July 29th, 2013
It is with great sadness that I find myself writing this letter
Brians portrait to you. As you know, Brian and I shared
a love for
athleticism, intellectual life and art. This common bond was formed
the year we shared at my studio on Wareham Street and around town
Boston, 2006-07. Brian would come to do his homework at the studio
painted and we would talk, and laugh, and be good company for
each other. I
would often drive Brian to diving practice in the afternoons at
he felt he was not being challenged. This opinion may have been
by his experience at the studio where life, as we jibed, was asymptotically
off the charts.
The studio operated as a traditional salon with a constant flow
artists, PhDs and geniuses, including one of Brians
Graydon Parrish. Brian quickly fell into our circle as we listened
detailed descriptions of the beauty of human form and his mastery
designing his dives
Those who are just technical in
their diving lack
grace. Unfortunately divers are not scored on their grace
He once said.
At the studio Grace was valued above all else and Brian, I felt,
others, was cut from the cloth. There Brian developed an opinion
studying business at B. U. paled by comparison to a practice of
Science at Berkeley. After many discussions, Brian hatched his
major in architecture and design. I was happy for him and yet
quite sad to
see him move back to California that late August.
We kept in touch over the years that followed. I started working
portrait in 2010, maybe 2011 and continued with it between passages
painting His Holiness, The 13th Dalai Lama. It started as a sepia
and later became a meditation on youth and optimism. I sent Brian
iterations via text as it evolved. He admired that I was painting
that I had him on my mind. In exchange he send me his drawings
and asked my
advice. These correspondences meant so much to me. Brians
as an artist was formed.
Last September Brian asked to study with me. I of
course was utterly delighted to say yes! We planned with verve
and a sense of possibility for the summer ahead. I received many
lucid phone calls throughout last winter and spring from Brian
telling me he couldnt wait to get here and that he wished
on many occasion he were already on island.
It was my plan for him to focus exclusively on contemporary
Beaux Arts training. Brian knew I was deeply committed to the
revitalization of American Classicism. He too agreed that classical
architecture out shined so much of the irony, parody, and nihilism,
in todays art world. Brian wanted to make a contribution
to this cause.
His acumen and winsome nature seemed ripe for the endeavor.
Given all that I now know of Brians silent struggle, I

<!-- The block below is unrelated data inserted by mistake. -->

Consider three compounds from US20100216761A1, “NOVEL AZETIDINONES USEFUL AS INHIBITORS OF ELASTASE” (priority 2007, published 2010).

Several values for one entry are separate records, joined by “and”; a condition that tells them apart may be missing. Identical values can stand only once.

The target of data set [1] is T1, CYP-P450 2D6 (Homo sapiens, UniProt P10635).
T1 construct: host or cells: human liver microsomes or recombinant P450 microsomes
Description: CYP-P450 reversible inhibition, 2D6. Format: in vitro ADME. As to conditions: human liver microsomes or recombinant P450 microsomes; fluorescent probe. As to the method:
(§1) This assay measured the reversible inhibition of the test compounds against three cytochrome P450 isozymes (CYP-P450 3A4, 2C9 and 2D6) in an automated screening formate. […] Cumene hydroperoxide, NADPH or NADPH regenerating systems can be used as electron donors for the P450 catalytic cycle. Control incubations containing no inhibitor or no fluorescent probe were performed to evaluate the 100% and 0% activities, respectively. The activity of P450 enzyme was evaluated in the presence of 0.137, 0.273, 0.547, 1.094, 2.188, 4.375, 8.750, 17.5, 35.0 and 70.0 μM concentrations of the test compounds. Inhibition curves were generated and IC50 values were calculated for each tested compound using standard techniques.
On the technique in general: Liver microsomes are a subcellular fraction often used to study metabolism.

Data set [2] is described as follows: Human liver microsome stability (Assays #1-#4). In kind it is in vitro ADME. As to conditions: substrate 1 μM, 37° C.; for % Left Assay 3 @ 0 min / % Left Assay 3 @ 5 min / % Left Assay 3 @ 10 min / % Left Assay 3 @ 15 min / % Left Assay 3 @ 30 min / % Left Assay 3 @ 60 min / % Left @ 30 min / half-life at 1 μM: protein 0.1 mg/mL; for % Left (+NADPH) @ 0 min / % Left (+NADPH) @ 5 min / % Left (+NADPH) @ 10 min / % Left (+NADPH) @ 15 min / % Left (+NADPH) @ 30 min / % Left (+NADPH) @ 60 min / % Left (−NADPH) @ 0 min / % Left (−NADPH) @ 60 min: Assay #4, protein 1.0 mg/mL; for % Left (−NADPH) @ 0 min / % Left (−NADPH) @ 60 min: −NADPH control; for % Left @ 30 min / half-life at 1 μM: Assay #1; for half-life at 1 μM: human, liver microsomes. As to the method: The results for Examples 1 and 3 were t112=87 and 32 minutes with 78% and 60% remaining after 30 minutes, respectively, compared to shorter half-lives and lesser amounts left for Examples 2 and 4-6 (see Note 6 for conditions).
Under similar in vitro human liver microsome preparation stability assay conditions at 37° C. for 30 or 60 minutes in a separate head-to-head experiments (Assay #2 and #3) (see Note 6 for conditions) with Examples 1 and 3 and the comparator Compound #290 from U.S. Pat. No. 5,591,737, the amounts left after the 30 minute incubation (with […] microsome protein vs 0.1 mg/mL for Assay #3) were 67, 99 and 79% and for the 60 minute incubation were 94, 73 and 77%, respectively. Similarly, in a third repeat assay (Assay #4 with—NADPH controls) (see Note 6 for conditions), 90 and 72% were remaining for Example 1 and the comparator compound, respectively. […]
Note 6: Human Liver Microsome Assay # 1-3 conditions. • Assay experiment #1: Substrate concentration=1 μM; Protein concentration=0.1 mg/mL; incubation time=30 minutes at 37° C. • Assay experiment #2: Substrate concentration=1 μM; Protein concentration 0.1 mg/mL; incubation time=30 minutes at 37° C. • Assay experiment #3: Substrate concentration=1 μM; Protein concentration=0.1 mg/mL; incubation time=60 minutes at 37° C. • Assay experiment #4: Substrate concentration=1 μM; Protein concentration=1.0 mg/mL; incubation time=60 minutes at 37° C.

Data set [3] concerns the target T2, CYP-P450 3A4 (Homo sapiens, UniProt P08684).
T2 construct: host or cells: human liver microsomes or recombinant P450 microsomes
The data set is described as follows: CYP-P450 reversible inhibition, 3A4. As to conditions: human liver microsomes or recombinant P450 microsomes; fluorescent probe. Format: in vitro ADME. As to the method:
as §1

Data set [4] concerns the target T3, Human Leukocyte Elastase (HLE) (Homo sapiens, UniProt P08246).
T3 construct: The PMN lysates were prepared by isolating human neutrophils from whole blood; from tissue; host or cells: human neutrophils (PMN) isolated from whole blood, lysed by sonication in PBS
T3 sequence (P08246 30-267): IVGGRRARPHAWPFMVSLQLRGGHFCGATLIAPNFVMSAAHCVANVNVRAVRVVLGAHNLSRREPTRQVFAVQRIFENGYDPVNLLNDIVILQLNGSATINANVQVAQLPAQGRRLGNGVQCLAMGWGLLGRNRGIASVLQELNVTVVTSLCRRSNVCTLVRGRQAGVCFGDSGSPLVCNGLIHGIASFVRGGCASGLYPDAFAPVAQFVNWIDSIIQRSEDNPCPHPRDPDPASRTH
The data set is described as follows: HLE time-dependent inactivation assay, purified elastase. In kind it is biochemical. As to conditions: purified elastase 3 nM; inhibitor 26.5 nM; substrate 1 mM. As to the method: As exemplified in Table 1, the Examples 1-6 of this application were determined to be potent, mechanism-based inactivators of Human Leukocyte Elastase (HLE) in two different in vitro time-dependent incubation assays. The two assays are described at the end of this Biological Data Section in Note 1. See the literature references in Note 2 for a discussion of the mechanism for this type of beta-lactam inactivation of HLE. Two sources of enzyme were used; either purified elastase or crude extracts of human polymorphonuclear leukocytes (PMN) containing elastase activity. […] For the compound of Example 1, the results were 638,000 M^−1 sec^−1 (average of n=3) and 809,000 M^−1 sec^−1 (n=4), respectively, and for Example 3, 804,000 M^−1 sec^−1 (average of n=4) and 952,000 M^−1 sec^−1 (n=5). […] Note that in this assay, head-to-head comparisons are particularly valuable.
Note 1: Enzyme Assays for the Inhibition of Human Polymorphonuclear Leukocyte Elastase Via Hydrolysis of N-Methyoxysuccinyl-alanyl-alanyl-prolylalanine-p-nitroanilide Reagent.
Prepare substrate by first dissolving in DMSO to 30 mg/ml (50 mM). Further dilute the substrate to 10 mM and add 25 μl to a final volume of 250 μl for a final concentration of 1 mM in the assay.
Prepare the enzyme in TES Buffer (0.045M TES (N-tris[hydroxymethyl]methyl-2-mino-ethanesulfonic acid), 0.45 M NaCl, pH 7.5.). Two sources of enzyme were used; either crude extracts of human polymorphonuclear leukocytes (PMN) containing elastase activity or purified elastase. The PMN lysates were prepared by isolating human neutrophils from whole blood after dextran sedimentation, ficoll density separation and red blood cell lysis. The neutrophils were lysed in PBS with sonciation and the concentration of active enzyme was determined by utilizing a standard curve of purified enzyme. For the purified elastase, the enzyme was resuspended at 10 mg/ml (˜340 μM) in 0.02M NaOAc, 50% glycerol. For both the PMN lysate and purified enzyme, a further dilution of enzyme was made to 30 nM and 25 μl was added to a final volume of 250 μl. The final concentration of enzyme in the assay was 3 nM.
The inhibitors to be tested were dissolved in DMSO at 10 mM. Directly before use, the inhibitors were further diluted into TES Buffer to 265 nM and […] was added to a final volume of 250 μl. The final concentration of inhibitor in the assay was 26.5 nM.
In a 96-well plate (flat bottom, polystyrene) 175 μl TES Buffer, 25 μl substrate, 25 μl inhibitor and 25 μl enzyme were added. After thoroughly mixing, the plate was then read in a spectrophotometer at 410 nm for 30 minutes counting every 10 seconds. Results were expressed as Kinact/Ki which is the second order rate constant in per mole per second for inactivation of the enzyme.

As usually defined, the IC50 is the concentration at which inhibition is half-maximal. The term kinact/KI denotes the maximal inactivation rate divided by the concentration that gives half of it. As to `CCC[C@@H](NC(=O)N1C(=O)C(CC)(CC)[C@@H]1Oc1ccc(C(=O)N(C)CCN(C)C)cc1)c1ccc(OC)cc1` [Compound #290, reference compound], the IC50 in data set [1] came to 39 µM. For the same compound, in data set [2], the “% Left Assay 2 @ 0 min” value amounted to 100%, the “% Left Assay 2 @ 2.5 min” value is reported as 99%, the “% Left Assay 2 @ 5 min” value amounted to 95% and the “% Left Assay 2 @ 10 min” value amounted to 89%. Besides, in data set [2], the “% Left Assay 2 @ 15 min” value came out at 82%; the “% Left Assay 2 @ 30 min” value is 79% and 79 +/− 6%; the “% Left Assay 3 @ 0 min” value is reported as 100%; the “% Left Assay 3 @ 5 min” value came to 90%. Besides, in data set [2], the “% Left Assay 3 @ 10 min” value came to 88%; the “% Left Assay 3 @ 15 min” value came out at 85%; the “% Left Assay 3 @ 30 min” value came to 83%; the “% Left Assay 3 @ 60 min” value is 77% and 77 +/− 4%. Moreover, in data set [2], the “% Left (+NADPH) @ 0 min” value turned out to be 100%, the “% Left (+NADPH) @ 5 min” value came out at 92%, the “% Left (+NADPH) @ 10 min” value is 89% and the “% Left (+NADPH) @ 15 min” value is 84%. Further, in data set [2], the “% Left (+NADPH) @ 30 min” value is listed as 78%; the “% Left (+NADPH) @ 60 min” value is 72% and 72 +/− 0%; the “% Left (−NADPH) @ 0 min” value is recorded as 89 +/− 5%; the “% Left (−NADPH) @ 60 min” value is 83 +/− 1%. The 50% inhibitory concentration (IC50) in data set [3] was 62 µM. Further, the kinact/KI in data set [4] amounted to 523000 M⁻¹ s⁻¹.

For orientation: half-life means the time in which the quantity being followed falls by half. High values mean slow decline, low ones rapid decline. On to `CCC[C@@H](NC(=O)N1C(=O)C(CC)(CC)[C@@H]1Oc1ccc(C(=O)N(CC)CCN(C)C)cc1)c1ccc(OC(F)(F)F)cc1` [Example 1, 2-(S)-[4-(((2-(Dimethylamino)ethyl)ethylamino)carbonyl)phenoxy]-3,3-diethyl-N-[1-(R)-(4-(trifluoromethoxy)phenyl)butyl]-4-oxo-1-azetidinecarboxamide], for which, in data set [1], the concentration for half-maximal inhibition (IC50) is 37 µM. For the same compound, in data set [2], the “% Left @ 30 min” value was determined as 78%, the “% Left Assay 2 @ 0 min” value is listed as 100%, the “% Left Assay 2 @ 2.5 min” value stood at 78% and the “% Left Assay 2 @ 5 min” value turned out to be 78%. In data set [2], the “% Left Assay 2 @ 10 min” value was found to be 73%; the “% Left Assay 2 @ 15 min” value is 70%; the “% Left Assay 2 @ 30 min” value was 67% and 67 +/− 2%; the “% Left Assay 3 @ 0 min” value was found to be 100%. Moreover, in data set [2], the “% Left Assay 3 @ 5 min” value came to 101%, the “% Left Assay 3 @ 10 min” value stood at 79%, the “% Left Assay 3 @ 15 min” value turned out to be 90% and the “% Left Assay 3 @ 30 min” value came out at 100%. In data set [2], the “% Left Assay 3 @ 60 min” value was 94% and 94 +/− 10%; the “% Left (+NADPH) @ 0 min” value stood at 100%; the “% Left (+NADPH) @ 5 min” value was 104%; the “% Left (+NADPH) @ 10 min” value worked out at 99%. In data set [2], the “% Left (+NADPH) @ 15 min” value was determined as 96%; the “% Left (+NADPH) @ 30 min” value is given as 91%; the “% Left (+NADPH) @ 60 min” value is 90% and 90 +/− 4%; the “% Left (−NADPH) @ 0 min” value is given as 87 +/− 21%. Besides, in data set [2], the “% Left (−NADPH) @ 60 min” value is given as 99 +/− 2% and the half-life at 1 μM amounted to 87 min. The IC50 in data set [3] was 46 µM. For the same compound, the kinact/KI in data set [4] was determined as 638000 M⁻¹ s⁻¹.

find it deeply
profound that he crossed the country and made it to this tiny
island to see
me before he died. Despite the severity of his illness, which
never disclosed to me, he got here. Despite my instructions for
return home and take more time to recover, he defied me and got
got here because he knew I loved him and would forgive him for
the slips he
underwent. He got here because he had the incentive and desire
reinvent and search for an artistic answer to the dilemma of life,
suffering, and its joy. Now I know what those tears meant as we
other on the top of Main Street just a few weeks ago. He had just
journey into what would have become the sojourn of Raphael, Leonardo,
Titian and others kindred spirits. In Brians darkness, postponing
journey till winter or next summer, after traveling so far to
get here and
through such a tough time in rehab was a great disappointment.
California must have felt like such a step backward. It was a
he stood before me. Those tears where a fusion of joy that he
made it to
Nantucket and heartache that the dream we shared had been so terribly
compromised. He wanted to be well. I knew it.
I hope you can see in his portrait the dignity and intelligence
I knew your
son to possess. He was so refined a young man, utterly gracious
endearing. From optimism and beauty comes patience and forgiveness.
at it today, I can only say I placed full faith in Brians
potential. It is
tragic that his illness veiled the lens through which he saw the
same light that we too must continue to follow and pray for.
Please keep the painting in your family along with this letter.
I have also
enclosed Brians pedagogical lineage as he did study drawing
messaging with me. For all intensive purposes I believe Brian
this great stream of thinkers and I will always include him as
one of my
exceptional students who touched my life and whose life I had
of knowing. I will cherish him in my heart forever.
Call any time. My prayers are with you, Jim, Michelle, and Jenna.
With sincere condolences,